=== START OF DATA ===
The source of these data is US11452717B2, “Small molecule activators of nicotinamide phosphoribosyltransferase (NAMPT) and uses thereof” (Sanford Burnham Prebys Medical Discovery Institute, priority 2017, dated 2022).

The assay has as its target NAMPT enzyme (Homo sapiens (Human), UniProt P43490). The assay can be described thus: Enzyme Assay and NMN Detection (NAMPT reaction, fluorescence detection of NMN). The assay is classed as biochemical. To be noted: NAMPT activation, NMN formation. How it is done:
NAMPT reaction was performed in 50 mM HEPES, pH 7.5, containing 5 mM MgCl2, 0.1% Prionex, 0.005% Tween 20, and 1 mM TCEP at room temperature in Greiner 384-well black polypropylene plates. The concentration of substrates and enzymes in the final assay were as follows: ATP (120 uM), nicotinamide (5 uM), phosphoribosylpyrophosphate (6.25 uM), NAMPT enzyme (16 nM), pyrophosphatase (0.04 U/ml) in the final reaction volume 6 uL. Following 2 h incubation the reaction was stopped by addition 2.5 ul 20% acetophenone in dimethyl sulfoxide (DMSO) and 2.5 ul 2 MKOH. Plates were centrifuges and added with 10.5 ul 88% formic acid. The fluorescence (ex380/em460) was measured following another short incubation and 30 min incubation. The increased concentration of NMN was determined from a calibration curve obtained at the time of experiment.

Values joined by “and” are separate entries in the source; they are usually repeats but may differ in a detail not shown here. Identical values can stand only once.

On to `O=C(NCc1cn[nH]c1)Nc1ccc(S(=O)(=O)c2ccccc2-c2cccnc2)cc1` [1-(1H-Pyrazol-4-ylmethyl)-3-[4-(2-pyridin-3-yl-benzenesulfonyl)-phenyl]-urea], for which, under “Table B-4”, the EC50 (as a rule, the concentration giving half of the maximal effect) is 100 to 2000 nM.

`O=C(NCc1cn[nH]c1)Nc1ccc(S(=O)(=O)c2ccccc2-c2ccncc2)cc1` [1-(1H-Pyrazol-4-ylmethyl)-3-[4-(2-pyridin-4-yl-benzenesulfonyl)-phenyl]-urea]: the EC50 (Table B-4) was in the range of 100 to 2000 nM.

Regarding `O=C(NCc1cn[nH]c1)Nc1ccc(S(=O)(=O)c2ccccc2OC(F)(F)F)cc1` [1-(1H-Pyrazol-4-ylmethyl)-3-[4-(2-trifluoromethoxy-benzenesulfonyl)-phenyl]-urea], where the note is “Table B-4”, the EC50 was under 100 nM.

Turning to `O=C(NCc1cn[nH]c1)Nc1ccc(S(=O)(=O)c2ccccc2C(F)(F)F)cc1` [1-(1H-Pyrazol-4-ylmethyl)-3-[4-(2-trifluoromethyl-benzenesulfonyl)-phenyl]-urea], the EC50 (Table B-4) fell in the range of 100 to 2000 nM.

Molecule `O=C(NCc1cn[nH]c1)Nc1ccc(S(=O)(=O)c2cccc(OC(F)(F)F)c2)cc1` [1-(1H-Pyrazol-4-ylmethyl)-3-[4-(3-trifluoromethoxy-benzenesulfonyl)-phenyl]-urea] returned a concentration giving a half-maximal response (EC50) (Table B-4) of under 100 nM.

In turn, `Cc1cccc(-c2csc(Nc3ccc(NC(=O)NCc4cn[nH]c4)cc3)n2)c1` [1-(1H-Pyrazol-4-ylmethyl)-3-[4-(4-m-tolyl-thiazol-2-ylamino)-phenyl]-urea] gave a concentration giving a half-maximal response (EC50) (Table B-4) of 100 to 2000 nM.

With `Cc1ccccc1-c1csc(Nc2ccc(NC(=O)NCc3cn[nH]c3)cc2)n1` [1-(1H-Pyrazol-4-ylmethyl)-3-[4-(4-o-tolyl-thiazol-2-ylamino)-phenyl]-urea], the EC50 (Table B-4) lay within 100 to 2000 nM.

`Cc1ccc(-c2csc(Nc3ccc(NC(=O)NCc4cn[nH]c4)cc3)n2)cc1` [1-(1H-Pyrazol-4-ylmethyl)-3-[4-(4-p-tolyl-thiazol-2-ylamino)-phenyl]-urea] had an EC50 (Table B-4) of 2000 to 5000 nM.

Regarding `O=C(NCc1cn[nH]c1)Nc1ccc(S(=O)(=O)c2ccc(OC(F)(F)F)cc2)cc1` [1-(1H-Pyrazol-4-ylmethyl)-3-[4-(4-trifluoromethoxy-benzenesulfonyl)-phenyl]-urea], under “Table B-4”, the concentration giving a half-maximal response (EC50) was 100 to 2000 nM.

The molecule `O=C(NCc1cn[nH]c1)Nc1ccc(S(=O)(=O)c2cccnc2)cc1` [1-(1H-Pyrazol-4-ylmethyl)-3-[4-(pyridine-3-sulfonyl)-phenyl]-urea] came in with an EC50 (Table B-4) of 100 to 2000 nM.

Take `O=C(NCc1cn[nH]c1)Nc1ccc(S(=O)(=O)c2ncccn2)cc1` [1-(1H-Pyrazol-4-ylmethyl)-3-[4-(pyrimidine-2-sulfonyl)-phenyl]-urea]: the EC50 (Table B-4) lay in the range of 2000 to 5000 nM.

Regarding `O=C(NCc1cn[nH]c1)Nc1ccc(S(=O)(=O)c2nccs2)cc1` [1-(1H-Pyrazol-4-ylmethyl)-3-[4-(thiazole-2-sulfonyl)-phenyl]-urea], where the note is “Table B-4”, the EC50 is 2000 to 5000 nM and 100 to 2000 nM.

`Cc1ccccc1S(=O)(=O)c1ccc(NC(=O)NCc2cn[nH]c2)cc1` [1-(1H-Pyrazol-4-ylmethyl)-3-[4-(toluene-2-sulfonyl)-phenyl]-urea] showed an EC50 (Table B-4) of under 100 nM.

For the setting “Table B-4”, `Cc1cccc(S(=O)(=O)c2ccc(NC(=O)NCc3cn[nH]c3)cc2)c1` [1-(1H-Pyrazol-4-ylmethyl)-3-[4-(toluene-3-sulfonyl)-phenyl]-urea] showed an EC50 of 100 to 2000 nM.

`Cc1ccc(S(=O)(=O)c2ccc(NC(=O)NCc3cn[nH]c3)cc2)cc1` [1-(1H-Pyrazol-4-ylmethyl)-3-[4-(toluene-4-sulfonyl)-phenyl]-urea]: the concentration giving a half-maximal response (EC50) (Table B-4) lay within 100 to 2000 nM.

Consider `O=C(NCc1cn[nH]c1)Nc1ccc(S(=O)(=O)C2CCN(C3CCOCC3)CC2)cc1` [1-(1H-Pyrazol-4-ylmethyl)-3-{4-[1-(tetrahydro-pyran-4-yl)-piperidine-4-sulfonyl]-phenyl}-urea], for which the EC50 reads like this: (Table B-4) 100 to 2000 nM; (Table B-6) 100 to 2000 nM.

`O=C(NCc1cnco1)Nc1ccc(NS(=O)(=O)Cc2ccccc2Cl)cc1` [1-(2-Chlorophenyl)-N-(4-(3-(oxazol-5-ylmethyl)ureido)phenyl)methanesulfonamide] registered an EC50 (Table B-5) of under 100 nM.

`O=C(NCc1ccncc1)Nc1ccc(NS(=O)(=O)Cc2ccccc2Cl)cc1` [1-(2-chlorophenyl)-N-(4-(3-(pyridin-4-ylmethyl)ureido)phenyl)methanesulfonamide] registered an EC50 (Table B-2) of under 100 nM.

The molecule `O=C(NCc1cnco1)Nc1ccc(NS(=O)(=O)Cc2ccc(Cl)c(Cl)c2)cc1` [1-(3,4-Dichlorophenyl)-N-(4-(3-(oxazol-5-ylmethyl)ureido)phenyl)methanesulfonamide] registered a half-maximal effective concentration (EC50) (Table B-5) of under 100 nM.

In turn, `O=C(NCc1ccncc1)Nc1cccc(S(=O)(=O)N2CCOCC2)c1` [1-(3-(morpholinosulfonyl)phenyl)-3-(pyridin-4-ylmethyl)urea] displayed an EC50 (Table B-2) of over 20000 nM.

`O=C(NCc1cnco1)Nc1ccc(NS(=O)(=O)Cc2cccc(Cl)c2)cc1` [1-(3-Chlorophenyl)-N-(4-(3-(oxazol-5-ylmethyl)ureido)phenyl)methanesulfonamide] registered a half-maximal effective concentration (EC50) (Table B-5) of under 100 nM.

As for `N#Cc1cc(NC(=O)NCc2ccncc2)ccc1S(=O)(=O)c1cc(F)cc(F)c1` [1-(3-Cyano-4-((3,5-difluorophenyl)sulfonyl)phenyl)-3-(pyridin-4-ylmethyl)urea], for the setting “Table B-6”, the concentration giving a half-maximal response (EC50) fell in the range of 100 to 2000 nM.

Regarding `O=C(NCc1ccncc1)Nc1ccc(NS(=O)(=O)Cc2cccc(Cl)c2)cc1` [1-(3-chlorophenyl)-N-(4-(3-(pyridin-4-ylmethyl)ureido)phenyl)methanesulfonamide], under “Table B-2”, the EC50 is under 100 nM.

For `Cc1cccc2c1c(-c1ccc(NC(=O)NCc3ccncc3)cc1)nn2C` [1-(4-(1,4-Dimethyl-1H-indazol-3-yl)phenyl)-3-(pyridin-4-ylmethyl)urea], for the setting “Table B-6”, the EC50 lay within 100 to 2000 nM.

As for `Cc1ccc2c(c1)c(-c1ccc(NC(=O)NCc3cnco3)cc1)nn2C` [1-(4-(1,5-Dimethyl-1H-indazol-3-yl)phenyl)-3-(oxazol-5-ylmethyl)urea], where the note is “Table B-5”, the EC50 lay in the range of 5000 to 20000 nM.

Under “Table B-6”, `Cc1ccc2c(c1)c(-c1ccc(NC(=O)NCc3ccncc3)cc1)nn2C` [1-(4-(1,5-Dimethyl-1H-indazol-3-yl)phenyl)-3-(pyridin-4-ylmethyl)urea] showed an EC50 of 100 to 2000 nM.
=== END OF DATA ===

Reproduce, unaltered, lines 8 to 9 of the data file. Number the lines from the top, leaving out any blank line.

Turning to `O=C(NCc1cn[nH]c1)Nc1ccc(S(=O)(=O)c2ccccc2C(F)(F)F)cc1` [1-(1H-Pyrazol-4-ylmethyl)-3-[4-(2-trifluoromethyl-benzenesulfonyl)-phenyl]-urea], the EC50 (Table B-4) fell in the range of 100 to 2000 nM.

Molecule `O=C(NCc1cn[nH]c1)Nc1ccc(S(=O)(=O)c2cccc(OC(F)(F)F)c2)cc1` [1-(1H-Pyrazol-4-ylmethyl)-3-[4-(3-trifluoromethoxy-benzenesulfonyl)-phenyl]-urea] returned a concentration giving a half-maximal response (EC50) (Table B-4) of under 100 nM.